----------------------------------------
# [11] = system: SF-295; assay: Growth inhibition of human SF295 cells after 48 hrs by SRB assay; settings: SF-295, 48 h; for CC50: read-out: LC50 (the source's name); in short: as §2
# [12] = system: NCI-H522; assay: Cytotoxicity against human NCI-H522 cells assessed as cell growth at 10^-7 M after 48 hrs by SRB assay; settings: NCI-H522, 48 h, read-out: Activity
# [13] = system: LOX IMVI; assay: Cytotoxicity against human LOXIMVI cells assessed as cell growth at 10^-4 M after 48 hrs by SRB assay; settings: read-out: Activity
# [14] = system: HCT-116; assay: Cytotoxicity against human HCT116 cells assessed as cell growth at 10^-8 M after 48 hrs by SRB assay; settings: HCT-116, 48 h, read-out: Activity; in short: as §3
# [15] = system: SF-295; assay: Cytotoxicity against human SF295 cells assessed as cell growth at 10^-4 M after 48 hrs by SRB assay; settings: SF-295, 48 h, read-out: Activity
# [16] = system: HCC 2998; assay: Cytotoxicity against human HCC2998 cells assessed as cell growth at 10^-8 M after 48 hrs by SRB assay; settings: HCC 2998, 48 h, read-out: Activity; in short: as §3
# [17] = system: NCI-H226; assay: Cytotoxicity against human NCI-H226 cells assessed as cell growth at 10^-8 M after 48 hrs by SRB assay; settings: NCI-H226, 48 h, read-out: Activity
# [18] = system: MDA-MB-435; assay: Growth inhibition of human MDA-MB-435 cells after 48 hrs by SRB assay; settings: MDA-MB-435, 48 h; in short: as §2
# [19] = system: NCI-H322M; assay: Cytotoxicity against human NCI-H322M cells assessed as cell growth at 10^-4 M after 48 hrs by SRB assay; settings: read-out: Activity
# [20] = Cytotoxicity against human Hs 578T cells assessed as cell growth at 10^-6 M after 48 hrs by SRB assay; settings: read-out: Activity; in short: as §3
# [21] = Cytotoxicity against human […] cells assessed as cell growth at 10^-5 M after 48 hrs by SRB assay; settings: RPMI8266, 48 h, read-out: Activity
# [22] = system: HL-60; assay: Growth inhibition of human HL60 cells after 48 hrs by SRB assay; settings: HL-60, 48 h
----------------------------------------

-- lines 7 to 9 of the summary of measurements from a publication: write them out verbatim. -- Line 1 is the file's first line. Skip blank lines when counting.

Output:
# [17] = system: NCI-H226; assay: Cytotoxicity against human NCI-H226 cells assessed as cell growth at 10^-8 M after 48 hrs by SRB assay; settings: NCI-H226, 48 h, read-out: Activity
# [18] = system: MDA-MB-435; assay: Growth inhibition of human MDA-MB-435 cells after 48 hrs by SRB assay; settings: MDA-MB-435, 48 h; in short: as §2
# [19] = system: NCI-H322M; assay: Cytotoxicity against human NCI-H322M cells assessed as cell growth at 10^-4 M after 48 hrs by SRB assay; settings: read-out: Activity